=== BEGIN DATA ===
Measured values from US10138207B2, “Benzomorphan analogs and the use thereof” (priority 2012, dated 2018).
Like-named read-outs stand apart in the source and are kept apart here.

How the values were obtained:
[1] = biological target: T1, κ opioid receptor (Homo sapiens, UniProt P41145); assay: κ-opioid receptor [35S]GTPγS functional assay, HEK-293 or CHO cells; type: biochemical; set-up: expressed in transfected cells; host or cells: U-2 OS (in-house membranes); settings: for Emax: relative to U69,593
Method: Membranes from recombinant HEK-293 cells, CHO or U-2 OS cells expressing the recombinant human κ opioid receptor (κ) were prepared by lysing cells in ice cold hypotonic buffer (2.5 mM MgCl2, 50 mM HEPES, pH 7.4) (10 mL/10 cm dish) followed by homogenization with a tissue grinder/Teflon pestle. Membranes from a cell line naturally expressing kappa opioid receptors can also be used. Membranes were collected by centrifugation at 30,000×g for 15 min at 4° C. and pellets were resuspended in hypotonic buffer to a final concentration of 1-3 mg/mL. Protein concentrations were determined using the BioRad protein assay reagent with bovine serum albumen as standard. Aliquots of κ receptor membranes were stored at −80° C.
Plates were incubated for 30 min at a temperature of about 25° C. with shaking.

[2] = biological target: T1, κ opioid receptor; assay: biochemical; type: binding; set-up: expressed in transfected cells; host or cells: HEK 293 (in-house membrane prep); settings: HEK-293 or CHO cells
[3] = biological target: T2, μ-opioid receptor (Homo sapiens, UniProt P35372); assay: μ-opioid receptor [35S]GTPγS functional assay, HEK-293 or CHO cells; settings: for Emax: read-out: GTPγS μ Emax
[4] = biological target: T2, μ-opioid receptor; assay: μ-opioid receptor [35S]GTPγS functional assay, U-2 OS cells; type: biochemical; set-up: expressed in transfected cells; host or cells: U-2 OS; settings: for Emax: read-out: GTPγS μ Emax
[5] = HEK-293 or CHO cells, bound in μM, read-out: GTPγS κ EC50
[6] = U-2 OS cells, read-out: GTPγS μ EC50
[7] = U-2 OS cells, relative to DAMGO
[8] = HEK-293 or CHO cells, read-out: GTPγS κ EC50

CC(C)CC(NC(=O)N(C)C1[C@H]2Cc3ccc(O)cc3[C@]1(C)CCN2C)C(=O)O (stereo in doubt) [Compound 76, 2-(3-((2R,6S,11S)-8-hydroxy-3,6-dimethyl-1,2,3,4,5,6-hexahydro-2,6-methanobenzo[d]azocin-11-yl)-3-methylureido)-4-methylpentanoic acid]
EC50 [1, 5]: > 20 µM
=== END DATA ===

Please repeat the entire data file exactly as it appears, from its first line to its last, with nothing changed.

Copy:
Measured values from US10138207B2, “Benzomorphan analogs and the use thereof” (priority 2012, dated 2018).
Like-named read-outs stand apart in the source and are kept apart here.

How the values were obtained:
[1] = biological target: T1, κ opioid receptor (Homo sapiens, UniProt P41145); assay: κ-opioid receptor [35S]GTPγS functional assay, HEK-293 or CHO cells; type: biochemical; set-up: expressed in transfected cells; host or cells: U-2 OS (in-house membranes); settings: for Emax: relative to U69,593
Method: Membranes from recombinant HEK-293 cells, CHO or U-2 OS cells expressing the recombinant human κ opioid receptor (κ) were prepared by lysing cells in ice cold hypotonic buffer (2.5 mM MgCl2, 50 mM HEPES, pH 7.4) (10 mL/10 cm dish) followed by homogenization with a tissue grinder/Teflon pestle. Membranes from a cell line naturally expressing kappa opioid receptors can also be used. Membranes were collected by centrifugation at 30,000×g for 15 min at 4° C. and pellets were resuspended in hypotonic buffer to a final concentration of 1-3 mg/mL. Protein concentrations were determined using the BioRad protein assay reagent with bovine serum albumen as standard. Aliquots of κ receptor membranes were stored at −80° C.
Plates were incubated for 30 min at a temperature of about 25° C. with shaking.

[2] = biological target: T1, κ opioid receptor; assay: biochemical; type: binding; set-up: expressed in transfected cells; host or cells: HEK 293 (in-house membrane prep); settings: HEK-293 or CHO cells
[3] = biological target: T2, μ-opioid receptor (Homo sapiens, UniProt P35372); assay: μ-opioid receptor [35S]GTPγS functional assay, HEK-293 or CHO cells; settings: for Emax: read-out: GTPγS μ Emax
[4] = biological target: T2, μ-opioid receptor; assay: μ-opioid receptor [35S]GTPγS functional assay, U-2 OS cells; type: biochemical; set-up: expressed in transfected cells; host or cells: U-2 OS; settings: for Emax: read-out: GTPγS μ Emax
[5] = HEK-293 or CHO cells, bound in μM, read-out: GTPγS κ EC50
[6] = U-2 OS cells, read-out: GTPγS μ EC50
[7] = U-2 OS cells, relative to DAMGO
[8] = HEK-293 or CHO cells, read-out: GTPγS κ EC50

CC(C)CC(NC(=O)N(C)C1[C@H]2Cc3ccc(O)cc3[C@]1(C)CCN2C)C(=O)O (stereo in doubt) [Compound 76, 2-(3-((2R,6S,11S)-8-hydroxy-3,6-dimethyl-1,2,3,4,5,6-hexahydro-2,6-methanobenzo[d]azocin-11-yl)-3-methylureido)-4-methylpentanoic acid]
EC50 [1, 5]: > 20 µM